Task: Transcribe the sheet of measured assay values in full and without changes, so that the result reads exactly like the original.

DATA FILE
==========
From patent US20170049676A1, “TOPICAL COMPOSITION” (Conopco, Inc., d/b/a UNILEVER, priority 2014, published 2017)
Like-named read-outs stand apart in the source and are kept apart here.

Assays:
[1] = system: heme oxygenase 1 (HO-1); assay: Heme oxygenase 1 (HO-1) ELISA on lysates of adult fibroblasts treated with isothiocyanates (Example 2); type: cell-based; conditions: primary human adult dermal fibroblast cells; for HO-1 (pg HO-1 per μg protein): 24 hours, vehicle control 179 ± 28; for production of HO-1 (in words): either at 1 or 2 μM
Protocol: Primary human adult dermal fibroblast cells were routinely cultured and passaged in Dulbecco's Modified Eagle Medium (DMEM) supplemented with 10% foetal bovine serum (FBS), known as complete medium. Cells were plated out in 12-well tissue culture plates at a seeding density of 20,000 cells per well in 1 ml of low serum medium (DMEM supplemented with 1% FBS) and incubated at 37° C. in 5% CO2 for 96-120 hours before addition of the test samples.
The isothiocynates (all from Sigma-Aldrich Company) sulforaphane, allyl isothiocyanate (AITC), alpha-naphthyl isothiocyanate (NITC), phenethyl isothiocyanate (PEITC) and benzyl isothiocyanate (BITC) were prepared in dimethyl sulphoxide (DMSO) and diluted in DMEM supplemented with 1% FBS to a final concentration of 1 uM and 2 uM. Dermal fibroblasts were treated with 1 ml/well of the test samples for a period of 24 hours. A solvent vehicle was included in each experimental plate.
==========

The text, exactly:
From patent US20170049676A1, “TOPICAL COMPOSITION” (Conopco, Inc., d/b/a UNILEVER, priority 2014, published 2017)
Like-named read-outs stand apart in the source and are kept apart here.

Assays:
[1] = system: heme oxygenase 1 (HO-1); assay: Heme oxygenase 1 (HO-1) ELISA on lysates of adult fibroblasts treated with isothiocyanates (Example 2); type: cell-based; conditions: primary human adult dermal fibroblast cells; for HO-1 (pg HO-1 per μg protein): 24 hours, vehicle control 179 ± 28; for production of HO-1 (in words): either at 1 or 2 μM
Protocol: Primary human adult dermal fibroblast cells were routinely cultured and passaged in Dulbecco's Modified Eagle Medium (DMEM) supplemented with 10% foetal bovine serum (FBS), known as complete medium. Cells were plated out in 12-well tissue culture plates at a seeding density of 20,000 cells per well in 1 ml of low serum medium (DMEM supplemented with 1% FBS) and incubated at 37° C. in 5% CO2 for 96-120 hours before addition of the test samples.
The isothiocynates (all from Sigma-Aldrich Company) sulforaphane, allyl isothiocyanate (AITC), alpha-naphthyl isothiocyanate (NITC), phenethyl isothiocyanate (PEITC) and benzyl isothiocyanate (BITC) were prepared in dimethyl sulphoxide (DMSO) and diluted in DMEM supplemented with 1% FBS to a final concentration of 1 uM and 2 uM. Dermal fibroblasts were treated with 1 ml/well of the test samples for a period of 24 hours. A solvent vehicle was included in each experimental plate.